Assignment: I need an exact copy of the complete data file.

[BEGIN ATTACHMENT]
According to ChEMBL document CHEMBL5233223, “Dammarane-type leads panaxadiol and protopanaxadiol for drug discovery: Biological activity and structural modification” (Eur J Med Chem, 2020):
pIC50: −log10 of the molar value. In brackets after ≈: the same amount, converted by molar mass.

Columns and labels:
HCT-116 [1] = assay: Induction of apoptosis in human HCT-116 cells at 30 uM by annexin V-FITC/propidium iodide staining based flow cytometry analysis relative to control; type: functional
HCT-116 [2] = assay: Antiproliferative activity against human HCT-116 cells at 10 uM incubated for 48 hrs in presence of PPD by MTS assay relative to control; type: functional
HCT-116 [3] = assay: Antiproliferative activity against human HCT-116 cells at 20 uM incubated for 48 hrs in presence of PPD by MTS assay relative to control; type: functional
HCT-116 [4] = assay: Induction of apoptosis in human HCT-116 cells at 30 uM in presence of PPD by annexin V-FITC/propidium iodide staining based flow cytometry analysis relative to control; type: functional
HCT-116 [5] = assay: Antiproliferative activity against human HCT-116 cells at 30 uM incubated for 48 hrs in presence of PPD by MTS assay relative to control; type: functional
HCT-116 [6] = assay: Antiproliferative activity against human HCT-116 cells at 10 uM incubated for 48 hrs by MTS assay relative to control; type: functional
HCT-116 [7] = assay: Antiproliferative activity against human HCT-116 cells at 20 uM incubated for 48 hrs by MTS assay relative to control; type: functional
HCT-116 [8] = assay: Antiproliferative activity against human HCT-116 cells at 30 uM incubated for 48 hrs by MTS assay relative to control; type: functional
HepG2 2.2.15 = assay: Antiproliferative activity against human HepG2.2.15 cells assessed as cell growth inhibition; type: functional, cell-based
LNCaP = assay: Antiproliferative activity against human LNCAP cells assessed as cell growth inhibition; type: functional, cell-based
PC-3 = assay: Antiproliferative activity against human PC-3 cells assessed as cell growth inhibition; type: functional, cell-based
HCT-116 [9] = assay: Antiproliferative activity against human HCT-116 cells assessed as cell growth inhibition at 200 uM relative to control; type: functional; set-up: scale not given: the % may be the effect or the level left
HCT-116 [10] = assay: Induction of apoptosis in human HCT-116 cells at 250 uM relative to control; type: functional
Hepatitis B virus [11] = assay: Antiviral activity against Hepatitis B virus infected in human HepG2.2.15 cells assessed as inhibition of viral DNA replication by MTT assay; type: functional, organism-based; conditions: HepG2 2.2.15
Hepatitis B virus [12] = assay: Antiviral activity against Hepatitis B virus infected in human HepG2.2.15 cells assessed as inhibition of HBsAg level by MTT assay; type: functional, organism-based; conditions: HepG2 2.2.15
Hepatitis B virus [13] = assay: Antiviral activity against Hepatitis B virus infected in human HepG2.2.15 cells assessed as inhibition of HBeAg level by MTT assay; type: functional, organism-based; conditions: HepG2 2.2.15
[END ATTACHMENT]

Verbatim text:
According to ChEMBL document CHEMBL5233223, “Dammarane-type leads panaxadiol and protopanaxadiol for drug discovery: Biological activity and structural modification” (Eur J Med Chem, 2020):
pIC50: −log10 of the molar value. In brackets after ≈: the same amount, converted by molar mass.

Columns and labels:
HCT-116 [1] = assay: Induction of apoptosis in human HCT-116 cells at 30 uM by annexin V-FITC/propidium iodide staining based flow cytometry analysis relative to control; type: functional
HCT-116 [2] = assay: Antiproliferative activity against human HCT-116 cells at 10 uM incubated for 48 hrs in presence of PPD by MTS assay relative to control; type: functional
HCT-116 [3] = assay: Antiproliferative activity against human HCT-116 cells at 20 uM incubated for 48 hrs in presence of PPD by MTS assay relative to control; type: functional
HCT-116 [4] = assay: Induction of apoptosis in human HCT-116 cells at 30 uM in presence of PPD by annexin V-FITC/propidium iodide staining based flow cytometry analysis relative to control; type: functional
HCT-116 [5] = assay: Antiproliferative activity against human HCT-116 cells at 30 uM incubated for 48 hrs in presence of PPD by MTS assay relative to control; type: functional
HCT-116 [6] = assay: Antiproliferative activity against human HCT-116 cells at 10 uM incubated for 48 hrs by MTS assay relative to control; type: functional
HCT-116 [7] = assay: Antiproliferative activity against human HCT-116 cells at 20 uM incubated for 48 hrs by MTS assay relative to control; type: functional
HCT-116 [8] = assay: Antiproliferative activity against human HCT-116 cells at 30 uM incubated for 48 hrs by MTS assay relative to control; type: functional
HepG2 2.2.15 = assay: Antiproliferative activity against human HepG2.2.15 cells assessed as cell growth inhibition; type: functional, cell-based
LNCaP = assay: Antiproliferative activity against human LNCAP cells assessed as cell growth inhibition; type: functional, cell-based
PC-3 = assay: Antiproliferative activity against human PC-3 cells assessed as cell growth inhibition; type: functional, cell-based
HCT-116 [9] = assay: Antiproliferative activity against human HCT-116 cells assessed as cell growth inhibition at 200 uM relative to control; type: functional; set-up: scale not given: the % may be the effect or the level left
HCT-116 [10] = assay: Induction of apoptosis in human HCT-116 cells at 250 uM relative to control; type: functional
Hepatitis B virus [11] = assay: Antiviral activity against Hepatitis B virus infected in human HepG2.2.15 cells assessed as inhibition of viral DNA replication by MTT assay; type: functional, organism-based; conditions: HepG2 2.2.15
Hepatitis B virus [12] = assay: Antiviral activity against Hepatitis B virus infected in human HepG2.2.15 cells assessed as inhibition of HBsAg level by MTT assay; type: functional, organism-based; conditions: HepG2 2.2.15
Hepatitis B virus [13] = assay: Antiviral activity against Hepatitis B virus infected in human HepG2.2.15 cells assessed as inhibition of HBeAg level by MTT assay; type: functional, organism-based; conditions: HepG2 2.2.15